Anne Alix was 18 weeks pregnant with her second daughter when she and her husband Chris, a Marine Lance Corporal, went to the Naval Medical Center Camp Lejeune for an ultrasound, expecting to see an image of a healthy baby girl on the screen, which they did. “She was moving around and responsive,” Anne recalled, “but suddenly the technician ran out of the room and came back with a doctor who told us our baby wasn’t going to survive. They told us we had to terminate the pregnancy. But we didn’t agree with that. She was my little girl and I was going to fight for her. My husband felt the same way.”
Baby Rose was diagnosed with anencephaly, a rare condition which currently has no treatment or cure, when a major part of a baby’s brain, skull, or scalp is missing. Anne and Chris wanted to give their baby whatever chance at life she might have had, but encountered few people who were supportive. “We were in fight mode from that day on. The doctors didn’t think Rose was worth their time. Only one ultrasound technician let us watch her on the screen. She was still moving around.”
“I made it to 32 weeks, and the day we went for the ultrasound appointment we found out she had passed away,” Anne said. “We thought we would at least have a few hours with her after she was born.”
The Marine Family Readiness Officer connected the family with the Navy-Marine Corps Relief Society. “They told us if there was anything we needed to call them. We thought she would be born alive and receive a social security number so we could use our life insurance policies to pay for the funeral expenses. But since that didn’t happen, the Society said they would give us whatever we needed and we could pay it back only if we ever received reimbursement from the insurance company.” About a year later, the family did receive compensation from their insurance company, and promptly repaid the Society.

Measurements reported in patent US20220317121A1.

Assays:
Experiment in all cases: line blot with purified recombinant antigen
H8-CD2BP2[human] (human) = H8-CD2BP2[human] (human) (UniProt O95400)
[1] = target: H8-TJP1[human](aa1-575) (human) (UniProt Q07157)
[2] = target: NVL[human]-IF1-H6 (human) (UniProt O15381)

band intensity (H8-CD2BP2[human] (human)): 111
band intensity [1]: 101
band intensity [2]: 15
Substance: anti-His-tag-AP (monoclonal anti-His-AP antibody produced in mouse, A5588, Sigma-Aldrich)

Ever since Rose’s death and birth, the Alix family has honored her memory by helping others, including families dealing with similar birth defects, and now the Navy-Marine Corps Relief Society. “We held softball tournaments for her first, second, and third birthdays, and raised money for a perinatal hospice.” When Rose would’ve turned four, they held a baby shower and donated baby items to moms in need. When Rose would’ve started first grade, the family held a school supply fundraiser for the local first grade class, donating more than $1000, school supplies, and a rug for the classroom.
Last year for Rose’s seventh birthday, they simply didn’t have the energy to plan an event. In addition to 10-year-old Isabelle, Anne and Chris have boys who are six, three, and one. “So this year my dad and my sister organized another softball tournament, and we decided to donate the money to the Navy-Marine Corps Relief Society because they had helped us when Rose died. The Society volunteers were compassionate and said, ‘Do what you need to do, and we’ll take care of it.’”
Anne also helps with a support group for parents at the local hospital in New Hampshire, where the family now lives. “We make care packages, like baby hats and blankets,” she said. “It’s hard when you don’t have anything to go home with. I work with moms who have had the same thing happen to see if there’s any way we can be of help.”
This year’s softball tournament, scheduled for July 15 in Newmarket, New Hampshire, will benefit the Navy-Marine Corps Relief Society. The day will also include a balloon release between games for families who have lost babies.
For more information or to sign up, visit https://vndipippo.wixsite.com/rja-softball.
By Betsy Rosenblatt Rosso